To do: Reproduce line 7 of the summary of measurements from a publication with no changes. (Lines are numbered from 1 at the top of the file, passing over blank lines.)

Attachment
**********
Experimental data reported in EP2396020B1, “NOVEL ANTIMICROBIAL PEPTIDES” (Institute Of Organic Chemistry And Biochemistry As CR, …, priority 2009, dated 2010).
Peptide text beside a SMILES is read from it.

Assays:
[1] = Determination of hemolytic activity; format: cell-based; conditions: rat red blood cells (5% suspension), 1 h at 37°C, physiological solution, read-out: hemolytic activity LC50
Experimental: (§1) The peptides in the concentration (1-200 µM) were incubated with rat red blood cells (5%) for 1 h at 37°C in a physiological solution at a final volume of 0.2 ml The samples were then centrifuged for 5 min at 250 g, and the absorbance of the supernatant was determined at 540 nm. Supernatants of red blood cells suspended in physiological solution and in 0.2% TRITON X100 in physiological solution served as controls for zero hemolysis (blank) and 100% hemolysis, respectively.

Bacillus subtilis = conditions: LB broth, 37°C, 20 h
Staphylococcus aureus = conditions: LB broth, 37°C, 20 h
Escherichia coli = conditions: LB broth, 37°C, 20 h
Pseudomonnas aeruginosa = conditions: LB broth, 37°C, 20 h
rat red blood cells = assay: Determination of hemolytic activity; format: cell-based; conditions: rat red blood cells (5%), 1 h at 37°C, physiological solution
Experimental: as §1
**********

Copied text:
Staphylococcus aureus = conditions: LB broth, 37°C, 20 h